Victims yell on Halloween

Kitty Roberts moans for her sweet spouse
Crying in her centuries-old house
Widows mourn on Halloween

Roselie Cline scratches the chalkboard
Showing 19th Century skills explored
Teachers teach on Halloween

The teacher’s house is empty tonight
Everyone left while screaming in fright
People run on Halloween

The Weakley children not gone away
protect their old homeplace to this day
spirits watch on Halloween

The guests at Historic Collinsville-
Oh, some have passed on and some are real
People visit on Halloween

So, come see the site in your own way
come in the night or come in the day
Not just on Halloween


A Butter Churning Tall Tale

By Kristy Proctor

The Weakley Boys and a Butter-Churning Frog…

This story is about two boys, a frog, and a butter churn. In a small house in a rural 1800’s settlement, there lived two very active, very clever boys. It was the family rule in the 1800’s home that the two youngest boys had the chore of churning butter. But, since this was considered real work and not much fun, the boys came up with a “butter” idea- “butter” than any idea they had ever thought. They would fill the churn with cream and wait until their mother left the kitchen. Then, they would lift the lid of the churn and toss in a big ol’ bullfrog. The boys would then run off and go swimming in the pond for a couple hours. While they were gone, that big frog would be jumping up and down trying to get out of the churn. Of course, all the time he was jumping he was sloshing that cream around something fierce.

When the boys returned, they lifted the lid to find that bullfrog sitting right on top of a big chunk of freshly churned butter. They carefully lifted the frog out and let him hop away to live in fear of the next day of butter churning. The family leaped at the chance to butter their bread with fresh butter and never knew why the young boys had such a hoppin’ good time making it!

Deep, Surprising Histories in Clarksville, Tennessee

By Marni Patterson

Read the article in GoNOMAD>


Art Abounds in Clarksville This September


art canvas set up outside
Artist canvas plein air.

Art lovers, unite! September provides the perfect opportunity to take part in artistic events in and around Clarksville. From a competitive “paint-out” to a leisurely “artwalk,” there’s something for everyone.

Artist Kitty Harvill paints on the grounds of Historic Collinsville.

Historic Collinsville Pioneer Settlement in rural Montgomery County is hosting “Create at Collinsville” on Sept. 22 & 23, from 10 a.m. to 4 p.m. Both days will feature artists at work. Visitors on Saturday, Sept. 23, will enjoy special historical reenactors and craftspeople, including a woodworker carving spoons, a blacksmith, a spinning and weaving demonstration, an artist demonstrating how paints were made using natural pigments and minerals, and musicians playing tunes from the 1800s.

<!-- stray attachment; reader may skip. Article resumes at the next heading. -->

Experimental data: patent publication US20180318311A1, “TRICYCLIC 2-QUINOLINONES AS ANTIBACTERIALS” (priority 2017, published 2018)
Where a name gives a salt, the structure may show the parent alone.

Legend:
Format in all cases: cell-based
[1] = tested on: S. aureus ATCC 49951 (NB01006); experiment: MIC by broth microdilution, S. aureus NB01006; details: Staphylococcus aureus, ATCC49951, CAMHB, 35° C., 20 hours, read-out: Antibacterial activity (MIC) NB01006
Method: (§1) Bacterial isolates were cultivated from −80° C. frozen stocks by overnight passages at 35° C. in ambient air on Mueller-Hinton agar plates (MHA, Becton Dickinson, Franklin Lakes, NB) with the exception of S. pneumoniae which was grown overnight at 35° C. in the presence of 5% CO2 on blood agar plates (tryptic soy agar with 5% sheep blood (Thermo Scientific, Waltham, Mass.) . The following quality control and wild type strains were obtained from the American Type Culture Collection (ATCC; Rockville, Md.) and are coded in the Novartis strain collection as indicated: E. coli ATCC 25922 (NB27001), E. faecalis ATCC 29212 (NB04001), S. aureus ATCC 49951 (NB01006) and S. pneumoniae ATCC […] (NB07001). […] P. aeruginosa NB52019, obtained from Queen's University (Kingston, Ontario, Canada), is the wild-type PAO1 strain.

Special event admission is $10 per adult, $5 per child ages 6-12, and ages 0-5 are free.

The event is organized by the Clarksville Arts & Heritage Council, Two Rivers Society of Painters, Downtown Artists Co-op, and Visit Clarksville. Artists are invited to participate in related workshops, a Plein air paint-out, a community quick draw, and a photography contest.

Winners will be featured at the Final Exhibition and Reception on October 5 in F&M Bank’s Franklin Room located at 50 Franklin Street. The event will include an awards ceremony, art sales of pieces created during the Create at Collinsville contests, and live music from Red River Breeze. The Final Exhibition and Reception will coincide with the October First Thursday Artwalk.

people in an art gallery
Artwalk at Clarksville’s Downtown Artist Co-Op.

But you don’t have to wait until then to bask in the creativity of local residents, along with live music, food and drinks! Artwalk happens the first Thursday of every month, including Sept. 7. Visit exhibits from local and regional artists as you stroll the streets of historic downtown Clarksville from 5 to 8 p.m. (weather permitting) The event hub is the Downtown Artists Co-Op, 96 Franklin Street.

Artwalk participating venues:

  • Customs House Museum & Cultural Center, 200 South Second Street
  • Mildred & Mable’s Mercantile, 109 Franklin Street
  • Pups Plants + Goods, 117 Strawberry Alley
  • Roxy Regional Theatre, 100 Franklin Street
  • Sanctuary on Main, 334 Main Street
  • The Clarksville Collection, 131 Franklin Street
  • Trazo Meadery, 116 Franklin Street
  • Edward’s Steakhouse, 107 Franklin Street
  • River City Clay, 115 Franklin Street
  • Two Birds Coffee Co., 136 South 10th Street
  • DBO Gallery, 106 North 2nd Street
  • Downtown Artists Co-Op, 96 Franklin Street
  • First Presbyterian Church, 213 Main Street
  • Hudubam, 110 Franklin Street
  • The New Gallery, 44 Joseph Street
  • ArtLink, 116 Strawberry Alley

More information about Artwalk.